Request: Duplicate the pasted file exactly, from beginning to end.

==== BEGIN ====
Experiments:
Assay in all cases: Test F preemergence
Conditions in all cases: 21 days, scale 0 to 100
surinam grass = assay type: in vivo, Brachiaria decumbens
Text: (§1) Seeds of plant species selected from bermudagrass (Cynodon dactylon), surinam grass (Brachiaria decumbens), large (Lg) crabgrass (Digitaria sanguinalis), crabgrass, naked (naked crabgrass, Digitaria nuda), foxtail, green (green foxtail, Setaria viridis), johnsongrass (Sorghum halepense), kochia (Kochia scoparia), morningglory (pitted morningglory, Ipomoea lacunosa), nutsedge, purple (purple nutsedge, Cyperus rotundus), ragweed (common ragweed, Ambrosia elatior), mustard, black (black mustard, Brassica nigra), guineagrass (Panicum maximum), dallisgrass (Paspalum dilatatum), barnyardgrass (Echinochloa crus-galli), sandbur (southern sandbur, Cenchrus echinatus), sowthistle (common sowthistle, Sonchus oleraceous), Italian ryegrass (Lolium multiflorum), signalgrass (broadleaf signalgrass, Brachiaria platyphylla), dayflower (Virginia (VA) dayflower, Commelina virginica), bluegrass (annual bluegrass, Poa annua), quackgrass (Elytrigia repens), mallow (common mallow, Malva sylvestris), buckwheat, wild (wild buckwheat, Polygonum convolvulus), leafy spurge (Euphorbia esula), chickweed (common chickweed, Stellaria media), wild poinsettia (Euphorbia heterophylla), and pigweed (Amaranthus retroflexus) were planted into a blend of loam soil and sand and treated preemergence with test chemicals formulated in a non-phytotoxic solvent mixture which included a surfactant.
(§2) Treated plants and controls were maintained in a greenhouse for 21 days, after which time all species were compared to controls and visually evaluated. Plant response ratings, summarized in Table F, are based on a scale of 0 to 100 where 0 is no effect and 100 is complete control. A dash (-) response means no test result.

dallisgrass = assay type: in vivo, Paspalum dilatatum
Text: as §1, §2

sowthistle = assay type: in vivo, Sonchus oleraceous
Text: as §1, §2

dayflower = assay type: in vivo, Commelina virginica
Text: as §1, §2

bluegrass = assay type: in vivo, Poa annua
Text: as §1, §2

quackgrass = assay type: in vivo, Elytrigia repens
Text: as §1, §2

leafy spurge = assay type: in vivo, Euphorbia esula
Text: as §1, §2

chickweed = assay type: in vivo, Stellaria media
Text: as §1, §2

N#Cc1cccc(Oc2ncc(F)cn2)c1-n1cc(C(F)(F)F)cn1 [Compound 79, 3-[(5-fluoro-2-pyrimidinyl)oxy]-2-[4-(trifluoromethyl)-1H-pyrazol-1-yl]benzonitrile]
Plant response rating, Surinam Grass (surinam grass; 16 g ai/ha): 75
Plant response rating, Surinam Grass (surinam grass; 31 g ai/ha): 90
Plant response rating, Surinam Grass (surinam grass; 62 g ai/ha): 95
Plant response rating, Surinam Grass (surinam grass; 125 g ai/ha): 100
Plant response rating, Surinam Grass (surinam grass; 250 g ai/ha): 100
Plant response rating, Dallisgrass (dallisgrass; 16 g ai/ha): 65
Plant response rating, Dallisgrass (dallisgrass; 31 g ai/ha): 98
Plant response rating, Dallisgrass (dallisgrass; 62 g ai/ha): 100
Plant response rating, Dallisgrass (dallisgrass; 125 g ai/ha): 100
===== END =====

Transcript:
Experiments:
Assay in all cases: Test F preemergence
Conditions in all cases: 21 days, scale 0 to 100
surinam grass = assay type: in vivo, Brachiaria decumbens
Text: (§1) Seeds of plant species selected from bermudagrass (Cynodon dactylon), surinam grass (Brachiaria decumbens), large (Lg) crabgrass (Digitaria sanguinalis), crabgrass, naked (naked crabgrass, Digitaria nuda), foxtail, green (green foxtail, Setaria viridis), johnsongrass (Sorghum halepense), kochia (Kochia scoparia), morningglory (pitted morningglory, Ipomoea lacunosa), nutsedge, purple (purple nutsedge, Cyperus rotundus), ragweed (common ragweed, Ambrosia elatior), mustard, black (black mustard, Brassica nigra), guineagrass (Panicum maximum), dallisgrass (Paspalum dilatatum), barnyardgrass (Echinochloa crus-galli), sandbur (southern sandbur, Cenchrus echinatus), sowthistle (common sowthistle, Sonchus oleraceous), Italian ryegrass (Lolium multiflorum), signalgrass (broadleaf signalgrass, Brachiaria platyphylla), dayflower (Virginia (VA) dayflower, Commelina virginica), bluegrass (annual bluegrass, Poa annua), quackgrass (Elytrigia repens), mallow (common mallow, Malva sylvestris), buckwheat, wild (wild buckwheat, Polygonum convolvulus), leafy spurge (Euphorbia esula), chickweed (common chickweed, Stellaria media), wild poinsettia (Euphorbia heterophylla), and pigweed (Amaranthus retroflexus) were planted into a blend of loam soil and sand and treated preemergence with test chemicals formulated in a non-phytotoxic solvent mixture which included a surfactant.
(§2) Treated plants and controls were maintained in a greenhouse for 21 days, after which time all species were compared to controls and visually evaluated. Plant response ratings, summarized in Table F, are based on a scale of 0 to 100 where 0 is no effect and 100 is complete control. A dash (-) response means no test result.

dallisgrass = assay type: in vivo, Paspalum dilatatum
Text: as §1, §2

sowthistle = assay type: in vivo, Sonchus oleraceous
Text: as §1, §2

dayflower = assay type: in vivo, Commelina virginica
Text: as §1, §2

bluegrass = assay type: in vivo, Poa annua
Text: as §1, §2

quackgrass = assay type: in vivo, Elytrigia repens
Text: as §1, §2

leafy spurge = assay type: in vivo, Euphorbia esula
Text: as §1, §2

chickweed = assay type: in vivo, Stellaria media
Text: as §1, §2

N#Cc1cccc(Oc2ncc(F)cn2)c1-n1cc(C(F)(F)F)cn1 [Compound 79, 3-[(5-fluoro-2-pyrimidinyl)oxy]-2-[4-(trifluoromethyl)-1H-pyrazol-1-yl]benzonitrile]
Plant response rating, Surinam Grass (surinam grass; 16 g ai/ha): 75
Plant response rating, Surinam Grass (surinam grass; 31 g ai/ha): 90
Plant response rating, Surinam Grass (surinam grass; 62 g ai/ha): 95
Plant response rating, Surinam Grass (surinam grass; 125 g ai/ha): 100
Plant response rating, Surinam Grass (surinam grass; 250 g ai/ha): 100
Plant response rating, Dallisgrass (dallisgrass; 16 g ai/ha): 65
Plant response rating, Dallisgrass (dallisgrass; 31 g ai/ha): 98
Plant response rating, Dallisgrass (dallisgrass; 62 g ai/ha): 100
Plant response rating, Dallisgrass (dallisgrass; 125 g ai/ha): 100